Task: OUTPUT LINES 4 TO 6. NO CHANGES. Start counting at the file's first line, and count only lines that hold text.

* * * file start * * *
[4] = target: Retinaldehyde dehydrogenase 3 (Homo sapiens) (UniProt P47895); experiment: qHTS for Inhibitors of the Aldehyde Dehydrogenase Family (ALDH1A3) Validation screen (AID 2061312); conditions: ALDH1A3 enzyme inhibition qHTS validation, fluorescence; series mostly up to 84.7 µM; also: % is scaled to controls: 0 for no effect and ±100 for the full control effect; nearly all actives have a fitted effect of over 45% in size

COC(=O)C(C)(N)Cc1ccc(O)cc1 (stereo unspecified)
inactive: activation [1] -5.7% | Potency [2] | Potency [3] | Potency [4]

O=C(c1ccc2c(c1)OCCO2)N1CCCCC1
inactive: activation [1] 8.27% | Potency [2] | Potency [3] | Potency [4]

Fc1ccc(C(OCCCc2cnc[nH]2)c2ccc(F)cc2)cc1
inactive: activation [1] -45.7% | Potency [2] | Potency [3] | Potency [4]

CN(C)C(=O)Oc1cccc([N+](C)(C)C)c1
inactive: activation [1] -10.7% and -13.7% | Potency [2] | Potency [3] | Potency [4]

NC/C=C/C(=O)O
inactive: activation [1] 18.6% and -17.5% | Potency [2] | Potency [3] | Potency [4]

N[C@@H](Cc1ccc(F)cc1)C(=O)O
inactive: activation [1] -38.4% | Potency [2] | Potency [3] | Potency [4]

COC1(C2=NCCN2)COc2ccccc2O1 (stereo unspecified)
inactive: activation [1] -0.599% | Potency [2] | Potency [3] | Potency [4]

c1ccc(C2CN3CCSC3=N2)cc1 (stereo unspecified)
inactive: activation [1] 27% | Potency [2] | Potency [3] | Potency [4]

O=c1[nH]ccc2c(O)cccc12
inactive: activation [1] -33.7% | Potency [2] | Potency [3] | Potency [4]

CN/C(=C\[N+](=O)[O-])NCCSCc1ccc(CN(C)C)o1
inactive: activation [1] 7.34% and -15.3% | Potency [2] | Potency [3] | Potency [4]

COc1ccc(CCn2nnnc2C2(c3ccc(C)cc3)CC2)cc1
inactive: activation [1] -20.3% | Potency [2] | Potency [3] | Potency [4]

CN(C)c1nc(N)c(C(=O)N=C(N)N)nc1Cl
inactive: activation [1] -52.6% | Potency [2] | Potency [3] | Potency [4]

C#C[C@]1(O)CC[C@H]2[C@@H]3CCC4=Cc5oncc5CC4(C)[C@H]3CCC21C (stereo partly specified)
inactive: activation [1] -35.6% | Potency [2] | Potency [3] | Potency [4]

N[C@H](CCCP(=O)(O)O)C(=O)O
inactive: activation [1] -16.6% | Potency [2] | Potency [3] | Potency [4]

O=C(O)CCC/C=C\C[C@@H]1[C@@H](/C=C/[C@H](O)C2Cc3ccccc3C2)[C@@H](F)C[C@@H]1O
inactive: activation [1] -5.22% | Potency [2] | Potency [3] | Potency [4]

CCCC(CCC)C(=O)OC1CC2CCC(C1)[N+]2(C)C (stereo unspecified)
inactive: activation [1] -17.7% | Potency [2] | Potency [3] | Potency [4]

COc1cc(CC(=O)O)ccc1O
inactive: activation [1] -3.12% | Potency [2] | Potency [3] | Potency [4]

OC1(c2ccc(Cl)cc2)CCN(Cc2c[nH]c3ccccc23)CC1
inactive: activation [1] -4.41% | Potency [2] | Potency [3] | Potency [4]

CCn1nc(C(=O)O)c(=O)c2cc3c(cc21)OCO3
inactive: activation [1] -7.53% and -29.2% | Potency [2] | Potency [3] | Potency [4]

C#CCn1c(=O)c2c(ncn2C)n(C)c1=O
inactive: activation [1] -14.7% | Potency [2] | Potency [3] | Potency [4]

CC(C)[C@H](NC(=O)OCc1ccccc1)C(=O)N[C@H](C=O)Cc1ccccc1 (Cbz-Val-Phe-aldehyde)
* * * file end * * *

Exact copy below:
O=C(c1ccc2c(c1)OCCO2)N1CCCCC1
inactive: activation [1] 8.27% | Potency [2] | Potency [3] | Potency [4]

Fc1ccc(C(OCCCc2cnc[nH]2)c2ccc(F)cc2)cc1